Friday, August 23, 2013

You Can Freeze Hummus, And Other Things I Have Learned

Once upon a time, I was in Boston for Boston Book Festival and I saw a truck with the Sabra logo on it:
When you see this truck, it means free food.  

In the past, I had gotten small samples of hummus and pita chips, but on this particular day, I got much more than that.  For some reason, this truck was handing out buckets (literally) of hummus and salsa.  By the time I got there, they were out of salsa, but I got a bucket of hummus, and a nice young man kept loading bags of pita chips into my carrier bag (another good reason to always keep a collapsible bag in your purse) until I finally said STOP!

A bucket of hummus, cat included for perspective
So, what does one do with that much hummus?  I gave a bunch to a friend, and then elected to freeze a small sample to see if it would work.

It totally did, and since that time, I have set out to find other foodstuffs to stock up on and freeze.  Here's a short list:
  1. Hummus.  Trader Joes is a bit of a hike from my house, so I only go there every six weeks or so.  I stock up on their humus because it's significantly cheaper, and then just chuck most of it in the freezer.
  2. Pizza dough and sauce.  Ditto for the pizza dough and sauce from Trader Joes, but you could also do this with homemade dough.  It takes a while to thaw, but if I pull a dough out of the freezer before going to work, it's ready to go when I get home.  The sauce is acidic enough that it's fine to sit out at room temperature for a few hours.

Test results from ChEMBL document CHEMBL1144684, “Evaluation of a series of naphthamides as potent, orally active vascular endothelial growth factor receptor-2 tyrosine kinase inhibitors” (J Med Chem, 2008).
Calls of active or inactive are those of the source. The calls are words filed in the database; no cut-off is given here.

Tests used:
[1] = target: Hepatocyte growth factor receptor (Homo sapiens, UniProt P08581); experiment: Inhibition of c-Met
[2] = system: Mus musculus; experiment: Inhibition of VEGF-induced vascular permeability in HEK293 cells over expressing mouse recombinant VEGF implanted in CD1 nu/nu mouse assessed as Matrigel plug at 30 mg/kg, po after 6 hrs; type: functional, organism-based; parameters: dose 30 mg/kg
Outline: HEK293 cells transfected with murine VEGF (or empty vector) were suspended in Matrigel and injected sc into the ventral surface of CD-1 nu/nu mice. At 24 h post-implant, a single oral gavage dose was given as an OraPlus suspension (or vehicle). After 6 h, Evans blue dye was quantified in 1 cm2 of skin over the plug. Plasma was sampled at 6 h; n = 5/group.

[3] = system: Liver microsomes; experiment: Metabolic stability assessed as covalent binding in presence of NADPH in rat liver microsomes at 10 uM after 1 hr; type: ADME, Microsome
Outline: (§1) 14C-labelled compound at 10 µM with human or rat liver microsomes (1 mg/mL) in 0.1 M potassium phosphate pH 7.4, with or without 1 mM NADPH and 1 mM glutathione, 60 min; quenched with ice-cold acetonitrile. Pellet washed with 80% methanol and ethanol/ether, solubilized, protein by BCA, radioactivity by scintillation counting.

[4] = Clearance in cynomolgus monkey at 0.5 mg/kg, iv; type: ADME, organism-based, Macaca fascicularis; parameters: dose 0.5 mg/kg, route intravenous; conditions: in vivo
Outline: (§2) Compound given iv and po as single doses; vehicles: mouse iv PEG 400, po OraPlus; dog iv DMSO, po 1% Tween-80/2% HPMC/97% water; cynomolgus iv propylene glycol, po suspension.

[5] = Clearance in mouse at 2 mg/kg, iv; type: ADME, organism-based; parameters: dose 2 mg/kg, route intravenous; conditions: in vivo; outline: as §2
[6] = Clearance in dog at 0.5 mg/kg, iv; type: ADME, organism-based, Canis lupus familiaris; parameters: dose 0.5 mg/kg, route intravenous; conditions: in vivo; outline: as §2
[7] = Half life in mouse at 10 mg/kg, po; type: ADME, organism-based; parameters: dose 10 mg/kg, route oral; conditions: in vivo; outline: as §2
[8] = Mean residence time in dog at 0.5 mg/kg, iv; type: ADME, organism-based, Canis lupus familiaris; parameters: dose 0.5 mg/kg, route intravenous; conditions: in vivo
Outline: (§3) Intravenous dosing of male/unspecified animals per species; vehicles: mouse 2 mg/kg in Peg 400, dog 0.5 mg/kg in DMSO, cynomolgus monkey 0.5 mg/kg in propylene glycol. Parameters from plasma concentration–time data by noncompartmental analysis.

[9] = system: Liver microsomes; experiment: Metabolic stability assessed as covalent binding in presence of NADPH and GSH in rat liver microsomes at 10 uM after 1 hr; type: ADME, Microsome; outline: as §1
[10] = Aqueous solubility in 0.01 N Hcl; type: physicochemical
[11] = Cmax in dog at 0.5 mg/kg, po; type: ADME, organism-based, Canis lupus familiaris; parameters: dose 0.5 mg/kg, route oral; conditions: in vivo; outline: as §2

3. Cheese.  Cheese goes on sale pretty infrequently at my grocery store, so when it does, I stock up.  I usually buy about ten bricks and just have one in the fridge while the rest wait in the freezer to be needed.  You can freeze brick cheese and shredded cheese and it doesn't change the texture at all--at least for cheap cheese.  This probably doesn't work as well for soft cheese like Brie, but I've also never tried.  Anyone know?
  4. Mashed Potatoes.  Mashed Potatoes are one of my favorite foods, but they're kind of a pain to make.  Usually I get a ten pound bag, make a ton of them and then freeze half (yes, I can eat five pounds of mashed potatoes before they go bad).  When you thaw they back out, they get kind of weird and watery, but once microwaved, they're back to their fluffy, delightful texture.  Man, I love mashed potatoes.
  5. Soup.  In the winter, I make a batch of soup in the crock pot at least every other week.  I have no problem eating the same thing every day, so that becomes my lunch for the week.  Even though I have a smallish crock pot, I often wind up with more soup than I can eat in a week, so I just always freeze half.  That way, it's handier than crock-potting a new batch.
  6. Basil.  Even though I don't have a garden, I still frequently wind up with a TON of basil in the summer.  Everyone i know wants to give me some, and that is totally fine because it freezes just fine. The only strange thing about freezing basil is that yo have to chop it up and add some olive oil, but that's it!  Here's how to do it:
What have you discovered that you can freeze and buy/make in bulk?

1 comment:

  1. I buy butter and flour in bulk and freeze them. I use a lot of butter during the holidays so I like to buy it when it's on sale and store it throughout the year. I buy my flour in 10 pound bags online but I can only store 5 pounds in my pantry so I freeze the rest.